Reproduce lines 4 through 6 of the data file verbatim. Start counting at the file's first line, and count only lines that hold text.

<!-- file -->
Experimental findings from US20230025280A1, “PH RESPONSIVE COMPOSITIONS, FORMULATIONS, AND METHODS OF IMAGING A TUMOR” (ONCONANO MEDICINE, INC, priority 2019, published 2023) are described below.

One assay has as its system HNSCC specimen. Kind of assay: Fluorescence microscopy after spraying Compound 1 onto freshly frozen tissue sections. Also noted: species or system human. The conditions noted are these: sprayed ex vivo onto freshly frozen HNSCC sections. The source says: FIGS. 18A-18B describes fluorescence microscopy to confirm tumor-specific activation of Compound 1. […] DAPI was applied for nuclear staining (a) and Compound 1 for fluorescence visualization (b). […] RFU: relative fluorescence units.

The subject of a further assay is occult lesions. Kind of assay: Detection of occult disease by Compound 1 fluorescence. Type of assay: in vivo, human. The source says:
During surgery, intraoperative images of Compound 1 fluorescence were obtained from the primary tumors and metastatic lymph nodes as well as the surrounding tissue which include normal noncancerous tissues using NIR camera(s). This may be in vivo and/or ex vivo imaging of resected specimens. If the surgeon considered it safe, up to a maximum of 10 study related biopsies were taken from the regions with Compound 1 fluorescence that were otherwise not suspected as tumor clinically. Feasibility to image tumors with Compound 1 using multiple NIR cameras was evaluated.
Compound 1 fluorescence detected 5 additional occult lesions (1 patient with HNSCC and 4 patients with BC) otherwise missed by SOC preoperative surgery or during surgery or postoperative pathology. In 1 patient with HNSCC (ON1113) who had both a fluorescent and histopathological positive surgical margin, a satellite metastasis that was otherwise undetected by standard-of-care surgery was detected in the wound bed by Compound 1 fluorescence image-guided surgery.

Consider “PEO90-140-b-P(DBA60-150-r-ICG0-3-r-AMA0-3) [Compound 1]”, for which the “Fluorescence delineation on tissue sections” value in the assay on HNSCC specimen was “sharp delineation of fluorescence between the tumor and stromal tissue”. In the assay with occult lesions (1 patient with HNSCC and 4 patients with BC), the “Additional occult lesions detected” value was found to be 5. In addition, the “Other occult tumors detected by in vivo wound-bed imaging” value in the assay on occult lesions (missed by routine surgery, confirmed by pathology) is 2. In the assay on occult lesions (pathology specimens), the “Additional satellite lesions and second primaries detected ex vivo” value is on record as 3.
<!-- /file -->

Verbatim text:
During surgery, intraoperative images of Compound 1 fluorescence were obtained from the primary tumors and metastatic lymph nodes as well as the surrounding tissue which include normal noncancerous tissues using NIR camera(s). This may be in vivo and/or ex vivo imaging of resected specimens. If the surgeon considered it safe, up to a maximum of 10 study related biopsies were taken from the regions with Compound 1 fluorescence that were otherwise not suspected as tumor clinically. Feasibility to image tumors with Compound 1 using multiple NIR cameras was evaluated.
Compound 1 fluorescence detected 5 additional occult lesions (1 patient with HNSCC and 4 patients with BC) otherwise missed by SOC preoperative surgery or during surgery or postoperative pathology. In 1 patient with HNSCC (ON1113) who had both a fluorescent and histopathological positive surgical margin, a satellite metastasis that was otherwise undetected by standard-of-care surgery was detected in the wound bed by Compound 1 fluorescence image-guided surgery.

Consider “PEO90-140-b-P(DBA60-150-r-ICG0-3-r-AMA0-3) [Compound 1]”, for which the “Fluorescence delineation on tissue sections” value in the assay on HNSCC specimen was “sharp delineation of fluorescence between the tumor and stromal tissue”. In the assay with occult lesions (1 patient with HNSCC and 4 patients with BC), the “Additional occult lesions detected” value was found to be 5. In addition, the “Other occult tumors detected by in vivo wound-bed imaging” value in the assay on occult lesions (missed by routine surgery, confirmed by pathology) is 2. In the assay on occult lesions (pathology specimens), the “Additional satellite lesions and second primaries detected ex vivo” value is on record as 3.